New Regulations to Drive Additional Investment in Liquidity Management
Sybase, an SAP company, and Aite Group have published a report examining the liquidity risk management (LRM) challenges that banks and financial institutions must face in the post-financial crisis era.
“Liquidity risk management has become a high-priority issue for banks. It is the most significant of all business risks in that the inability to fund a position imminently can lead directly to insolvency,” said John Jay, senior research analyst, Aite Group. “Financial institutions must adopt a comprehensive approach reflecting the significance of LRM to the organisation’s success.”
Global regulatory bodies have released a number of recent and comprehensive policy statements, proposals, and guidelines for financial institutions associated with LRM seeking to minimise liquidity risk. Banks and money managers will need to comply with business and compliance realities. In addition to regulatory issues, a dominant industry pain point is around legacy silos. Liquidity risk data sources span an entire enterprise and many banks use an inefficient spreadsheet-based LRM approach drawing from multiple data sources.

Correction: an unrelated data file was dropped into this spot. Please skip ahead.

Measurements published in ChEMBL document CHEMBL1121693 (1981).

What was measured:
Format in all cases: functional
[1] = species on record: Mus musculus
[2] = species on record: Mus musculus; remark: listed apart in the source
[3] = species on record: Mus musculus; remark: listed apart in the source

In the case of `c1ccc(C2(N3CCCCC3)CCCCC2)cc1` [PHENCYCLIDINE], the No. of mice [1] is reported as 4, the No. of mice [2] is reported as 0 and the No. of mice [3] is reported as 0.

“The single most consistent and significant challenge identified by practitioners is that of gathering information from disparate systems,” said Sinan Baskan, senior director of business development, financial services, Sybase. “Lack of timely and accurate visibility into all components influencing bank liquidity hinders a financial institution’s ability to manage liquidity risk – for many large banks, the number of systems containing liquidity information is upwards of 25.”
Liquidity risks go beyond funding a loan or a security purchase. Complex derivatives, illiquid securities, ongoing transactions-based business relationships, volatile funding markets, as well as regulatory and investor scrutiny demand that financial firms incorporate liquidity risk-related data and process in their risk management scheme. Strengthening the LRM infrastructure will fortify a firm’s overall risk and compliance framework.
Developing a robust LRM infrastructure has become a necessity to most financial institutions, and the heavy hand of regulation may force organisations to invest in LRM technologies in the not-so-distant future. To address the pain points listed above, the report recommends the following approach: